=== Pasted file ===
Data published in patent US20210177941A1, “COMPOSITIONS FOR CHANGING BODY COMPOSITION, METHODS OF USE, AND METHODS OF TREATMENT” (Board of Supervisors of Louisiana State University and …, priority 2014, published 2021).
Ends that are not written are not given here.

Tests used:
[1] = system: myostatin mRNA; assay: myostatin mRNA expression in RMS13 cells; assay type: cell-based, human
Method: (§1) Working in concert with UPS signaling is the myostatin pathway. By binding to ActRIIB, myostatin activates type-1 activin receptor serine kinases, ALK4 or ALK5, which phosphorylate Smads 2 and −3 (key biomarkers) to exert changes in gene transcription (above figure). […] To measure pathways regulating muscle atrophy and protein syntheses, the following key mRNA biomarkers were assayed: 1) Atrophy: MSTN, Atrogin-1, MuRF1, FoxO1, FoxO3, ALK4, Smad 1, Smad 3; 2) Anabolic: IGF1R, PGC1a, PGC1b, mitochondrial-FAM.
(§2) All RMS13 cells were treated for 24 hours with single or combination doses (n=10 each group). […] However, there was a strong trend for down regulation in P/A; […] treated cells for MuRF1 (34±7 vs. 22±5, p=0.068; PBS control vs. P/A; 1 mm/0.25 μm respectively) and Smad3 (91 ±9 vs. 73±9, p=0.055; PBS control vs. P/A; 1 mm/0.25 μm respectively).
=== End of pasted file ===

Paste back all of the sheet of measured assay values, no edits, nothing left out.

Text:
Data published in patent US20210177941A1, “COMPOSITIONS FOR CHANGING BODY COMPOSITION, METHODS OF USE, AND METHODS OF TREATMENT” (Board of Supervisors of Louisiana State University and …, priority 2014, published 2021).
Ends that are not written are not given here.

Tests used:
[1] = system: myostatin mRNA; assay: myostatin mRNA expression in RMS13 cells; assay type: cell-based, human
Method: (§1) Working in concert with UPS signaling is the myostatin pathway. By binding to ActRIIB, myostatin activates type-1 activin receptor serine kinases, ALK4 or ALK5, which phosphorylate Smads 2 and −3 (key biomarkers) to exert changes in gene transcription (above figure). […] To measure pathways regulating muscle atrophy and protein syntheses, the following key mRNA biomarkers were assayed: 1) Atrophy: MSTN, Atrogin-1, MuRF1, FoxO1, FoxO3, ALK4, Smad 1, Smad 3; 2) Anabolic: IGF1R, PGC1a, PGC1b, mitochondrial-FAM.
(§2) All RMS13 cells were treated for 24 hours with single or combination doses (n=10 each group). […] However, there was a strong trend for down regulation in P/A; […] treated cells for MuRF1 (34±7 vs. 22±5, p=0.068; PBS control vs. P/A; 1 mm/0.25 μm respectively) and Smad3 (91 ±9 vs. 73±9, p=0.055; PBS control vs. P/A; 1 mm/0.25 μm respectively).